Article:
Global Agriculture, Uncategorized

Ice Gazing


Greetings from the farthest point south that this fellow has ever traveled! The Patagonian region of Argentina is home to the the third largest ice field in the world, and Los Glaciares National Park. At roughly 18,000 square kilometers, the ice covers an area larger than the entire state of Connecticut.


We visited the Perito Moreno glacier, the third largest glacier in the field. It sits in a state of equilibrium, neither advancing nor retreating from its current location since records have been kept. As ice falls from the front of the glacier, an equal amount of ice is created in the rear. This process happens very slowly, as the ice that reaches the face of the glacier is 300-400 years old. It takes about 10 years for a snowflake to turn into glacial ice, with the local sunlight, temperature and altitude assisting the process. The oldest and most dense of this ice appears to be blue, while streaks of minerals dash across the glacier’s face. Perito Moreno rises up to 200 feet above the lake’s surface and dips 350-450 feet below the water level.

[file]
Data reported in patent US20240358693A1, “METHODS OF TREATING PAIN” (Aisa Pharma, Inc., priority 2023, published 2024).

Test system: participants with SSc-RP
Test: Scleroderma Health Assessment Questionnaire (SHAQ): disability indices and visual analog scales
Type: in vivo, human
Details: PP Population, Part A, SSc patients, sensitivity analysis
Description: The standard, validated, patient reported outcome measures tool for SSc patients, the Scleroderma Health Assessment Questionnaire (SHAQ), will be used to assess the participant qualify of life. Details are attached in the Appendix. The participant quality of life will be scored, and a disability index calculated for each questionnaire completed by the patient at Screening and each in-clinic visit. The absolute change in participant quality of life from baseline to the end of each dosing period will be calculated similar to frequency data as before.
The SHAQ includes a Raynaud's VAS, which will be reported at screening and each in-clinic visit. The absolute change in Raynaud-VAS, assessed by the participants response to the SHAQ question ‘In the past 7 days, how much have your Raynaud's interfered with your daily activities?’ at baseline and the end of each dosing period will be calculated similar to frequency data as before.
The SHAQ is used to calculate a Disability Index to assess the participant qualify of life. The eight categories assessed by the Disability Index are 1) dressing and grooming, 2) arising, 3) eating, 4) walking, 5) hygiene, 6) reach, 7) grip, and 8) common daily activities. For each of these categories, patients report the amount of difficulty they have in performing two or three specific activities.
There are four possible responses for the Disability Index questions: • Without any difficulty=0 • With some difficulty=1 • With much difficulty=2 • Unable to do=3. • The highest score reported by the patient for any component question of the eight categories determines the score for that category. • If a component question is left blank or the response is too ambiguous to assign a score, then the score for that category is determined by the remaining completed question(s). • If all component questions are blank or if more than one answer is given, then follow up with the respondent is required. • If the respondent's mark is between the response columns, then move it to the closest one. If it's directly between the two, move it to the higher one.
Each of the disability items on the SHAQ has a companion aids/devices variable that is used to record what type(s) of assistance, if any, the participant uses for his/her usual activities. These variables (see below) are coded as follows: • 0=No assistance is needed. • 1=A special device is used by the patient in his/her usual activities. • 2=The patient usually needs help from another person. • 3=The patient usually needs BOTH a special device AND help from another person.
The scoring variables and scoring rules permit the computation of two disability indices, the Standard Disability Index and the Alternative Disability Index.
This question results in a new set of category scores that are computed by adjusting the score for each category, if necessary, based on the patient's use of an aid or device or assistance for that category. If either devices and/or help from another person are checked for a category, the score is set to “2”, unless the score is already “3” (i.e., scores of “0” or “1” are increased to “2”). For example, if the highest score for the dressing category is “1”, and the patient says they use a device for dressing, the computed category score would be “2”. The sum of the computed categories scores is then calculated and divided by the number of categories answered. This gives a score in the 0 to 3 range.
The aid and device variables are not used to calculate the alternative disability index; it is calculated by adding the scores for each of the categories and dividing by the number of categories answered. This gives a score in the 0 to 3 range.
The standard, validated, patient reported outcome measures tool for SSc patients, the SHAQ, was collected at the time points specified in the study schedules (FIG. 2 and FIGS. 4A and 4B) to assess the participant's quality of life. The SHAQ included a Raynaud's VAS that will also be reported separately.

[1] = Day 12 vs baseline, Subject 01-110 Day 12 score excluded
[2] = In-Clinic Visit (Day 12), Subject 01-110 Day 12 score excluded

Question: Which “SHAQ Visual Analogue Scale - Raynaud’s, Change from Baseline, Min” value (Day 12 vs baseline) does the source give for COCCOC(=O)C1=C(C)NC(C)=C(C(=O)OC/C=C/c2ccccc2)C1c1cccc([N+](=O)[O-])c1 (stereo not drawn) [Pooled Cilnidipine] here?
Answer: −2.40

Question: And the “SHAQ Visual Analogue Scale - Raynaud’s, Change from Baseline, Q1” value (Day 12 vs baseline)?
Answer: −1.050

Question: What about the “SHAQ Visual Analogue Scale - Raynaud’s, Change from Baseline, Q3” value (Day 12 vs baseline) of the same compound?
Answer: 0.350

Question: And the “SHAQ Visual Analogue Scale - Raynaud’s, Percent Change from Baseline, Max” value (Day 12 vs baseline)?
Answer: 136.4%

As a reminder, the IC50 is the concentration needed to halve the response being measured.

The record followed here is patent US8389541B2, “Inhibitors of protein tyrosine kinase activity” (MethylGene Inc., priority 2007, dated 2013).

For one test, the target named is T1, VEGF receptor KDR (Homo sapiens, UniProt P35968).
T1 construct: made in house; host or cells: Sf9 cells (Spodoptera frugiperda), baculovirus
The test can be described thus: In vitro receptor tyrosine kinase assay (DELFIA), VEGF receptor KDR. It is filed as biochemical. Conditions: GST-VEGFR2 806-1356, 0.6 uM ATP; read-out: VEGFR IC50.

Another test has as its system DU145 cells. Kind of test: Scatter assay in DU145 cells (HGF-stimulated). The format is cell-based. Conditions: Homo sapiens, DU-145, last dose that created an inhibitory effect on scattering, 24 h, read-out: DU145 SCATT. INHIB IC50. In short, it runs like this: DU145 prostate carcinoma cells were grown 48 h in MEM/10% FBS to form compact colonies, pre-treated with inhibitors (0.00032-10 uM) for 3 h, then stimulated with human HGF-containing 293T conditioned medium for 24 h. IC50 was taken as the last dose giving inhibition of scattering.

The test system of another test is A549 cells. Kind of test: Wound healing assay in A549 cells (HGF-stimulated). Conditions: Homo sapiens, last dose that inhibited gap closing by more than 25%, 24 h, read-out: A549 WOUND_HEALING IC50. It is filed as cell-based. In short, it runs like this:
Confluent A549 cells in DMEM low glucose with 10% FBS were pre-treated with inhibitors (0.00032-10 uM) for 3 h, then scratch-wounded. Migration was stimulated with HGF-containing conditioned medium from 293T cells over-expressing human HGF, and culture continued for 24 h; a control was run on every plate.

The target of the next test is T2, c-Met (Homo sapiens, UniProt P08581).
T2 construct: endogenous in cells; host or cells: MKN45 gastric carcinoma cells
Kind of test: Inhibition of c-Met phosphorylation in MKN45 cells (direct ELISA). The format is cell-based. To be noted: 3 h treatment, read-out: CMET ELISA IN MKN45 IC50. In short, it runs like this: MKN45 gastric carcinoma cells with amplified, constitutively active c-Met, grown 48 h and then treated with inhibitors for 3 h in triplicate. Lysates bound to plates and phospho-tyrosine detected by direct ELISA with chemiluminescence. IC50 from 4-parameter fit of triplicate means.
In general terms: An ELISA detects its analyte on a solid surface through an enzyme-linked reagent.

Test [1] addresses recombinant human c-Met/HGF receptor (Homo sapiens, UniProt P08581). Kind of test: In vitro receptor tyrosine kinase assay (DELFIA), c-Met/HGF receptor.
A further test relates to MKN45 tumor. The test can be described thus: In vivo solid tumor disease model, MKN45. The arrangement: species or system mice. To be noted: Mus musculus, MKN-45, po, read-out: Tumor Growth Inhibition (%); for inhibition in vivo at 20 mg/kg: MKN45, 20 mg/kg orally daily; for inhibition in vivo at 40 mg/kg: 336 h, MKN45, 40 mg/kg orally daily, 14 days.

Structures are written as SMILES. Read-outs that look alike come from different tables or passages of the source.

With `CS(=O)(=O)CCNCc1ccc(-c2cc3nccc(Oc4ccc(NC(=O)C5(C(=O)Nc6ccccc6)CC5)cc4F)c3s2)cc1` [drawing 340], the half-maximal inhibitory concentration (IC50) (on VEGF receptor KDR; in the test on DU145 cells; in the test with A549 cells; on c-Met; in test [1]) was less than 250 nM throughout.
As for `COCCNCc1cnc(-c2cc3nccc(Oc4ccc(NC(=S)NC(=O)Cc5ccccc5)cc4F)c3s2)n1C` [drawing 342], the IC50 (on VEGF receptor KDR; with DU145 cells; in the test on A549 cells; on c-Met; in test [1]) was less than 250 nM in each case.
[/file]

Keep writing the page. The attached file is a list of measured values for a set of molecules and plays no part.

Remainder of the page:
The glacier continually moves, advancing about six feet per day. Ice constantly falls from the glacier into Lake Argentino in spectacular fashion. The ice cracks with the sound of thunder and the lake’s glass-like surface comes alive with waves created by the force of the falling ice’s impact.


Every 2-6 years the glacier advances far enough to create a dam between two fingers of the lake. The water builds up and eventually cuts an arch under the ice. As the arch weakens, the ice collapses and explodes from the pressure of the water behind it.

Our excursion with park guide Marcelo took us through high and low views of the South and North Face of Perito Moreno. The pictures shown here can hardly share the majesty of what we witnessed.


The glacier provides life to the Patagonia Steppe. Much of the area receives less than 2 inches of annual rainfall. The water of Lake Argentino serves as the water source for El Calafate, and provides ground water for the few estancias (ranches) that dot the arid countryside. It also makes a nice compliment to any beverage at the park’s snack bar!


Stay tuned for more coverage from VALOR’s stay in the Patagonian step….

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